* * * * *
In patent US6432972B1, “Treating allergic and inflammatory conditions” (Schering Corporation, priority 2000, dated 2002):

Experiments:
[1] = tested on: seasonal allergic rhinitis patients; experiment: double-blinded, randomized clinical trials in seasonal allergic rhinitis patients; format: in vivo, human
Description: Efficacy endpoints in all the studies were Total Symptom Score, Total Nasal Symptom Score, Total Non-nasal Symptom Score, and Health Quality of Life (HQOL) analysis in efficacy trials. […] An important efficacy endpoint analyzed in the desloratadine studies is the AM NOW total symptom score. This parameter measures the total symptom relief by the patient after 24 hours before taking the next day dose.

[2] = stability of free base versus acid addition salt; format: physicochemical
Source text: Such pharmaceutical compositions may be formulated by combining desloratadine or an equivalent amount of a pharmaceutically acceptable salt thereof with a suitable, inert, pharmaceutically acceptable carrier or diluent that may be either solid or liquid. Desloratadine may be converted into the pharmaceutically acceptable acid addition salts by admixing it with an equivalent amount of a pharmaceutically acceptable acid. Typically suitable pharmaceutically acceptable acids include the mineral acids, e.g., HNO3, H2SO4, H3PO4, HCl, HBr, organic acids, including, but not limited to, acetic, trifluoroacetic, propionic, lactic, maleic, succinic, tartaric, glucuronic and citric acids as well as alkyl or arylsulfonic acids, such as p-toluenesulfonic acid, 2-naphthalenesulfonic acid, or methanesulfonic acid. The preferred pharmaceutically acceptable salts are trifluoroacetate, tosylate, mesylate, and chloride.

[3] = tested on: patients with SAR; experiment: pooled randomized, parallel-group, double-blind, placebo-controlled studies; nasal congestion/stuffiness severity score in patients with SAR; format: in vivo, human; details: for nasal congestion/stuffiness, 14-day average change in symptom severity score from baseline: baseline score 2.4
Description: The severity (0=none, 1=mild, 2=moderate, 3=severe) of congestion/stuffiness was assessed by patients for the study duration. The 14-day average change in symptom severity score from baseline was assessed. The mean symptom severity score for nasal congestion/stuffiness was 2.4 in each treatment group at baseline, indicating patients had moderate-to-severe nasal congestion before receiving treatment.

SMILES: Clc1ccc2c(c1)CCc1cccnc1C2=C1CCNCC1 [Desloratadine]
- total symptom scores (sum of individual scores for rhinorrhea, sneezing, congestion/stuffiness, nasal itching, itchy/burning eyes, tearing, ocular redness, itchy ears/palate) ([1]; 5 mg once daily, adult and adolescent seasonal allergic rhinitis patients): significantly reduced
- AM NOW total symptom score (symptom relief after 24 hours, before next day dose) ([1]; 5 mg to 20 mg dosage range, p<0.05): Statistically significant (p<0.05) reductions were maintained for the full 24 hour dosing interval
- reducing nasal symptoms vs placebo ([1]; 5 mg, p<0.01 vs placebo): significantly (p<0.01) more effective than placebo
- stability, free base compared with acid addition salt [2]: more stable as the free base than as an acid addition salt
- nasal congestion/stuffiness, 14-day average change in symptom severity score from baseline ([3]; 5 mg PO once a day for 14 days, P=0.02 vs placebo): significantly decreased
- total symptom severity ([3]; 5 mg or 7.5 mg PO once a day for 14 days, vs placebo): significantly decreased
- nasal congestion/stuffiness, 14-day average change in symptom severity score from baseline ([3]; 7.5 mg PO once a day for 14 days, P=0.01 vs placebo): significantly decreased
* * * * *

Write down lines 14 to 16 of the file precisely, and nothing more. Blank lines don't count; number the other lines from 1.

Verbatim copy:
- nasal congestion/stuffiness, 14-day average change in symptom severity score from baseline ([3]; 5 mg PO once a day for 14 days, P=0.02 vs placebo): significantly decreased
- total symptom severity ([3]; 5 mg or 7.5 mg PO once a day for 14 days, vs placebo): significantly decreased
- nasal congestion/stuffiness, 14-day average change in symptom severity score from baseline ([3]; 7.5 mg PO once a day for 14 days, P=0.01 vs placebo): significantly decreased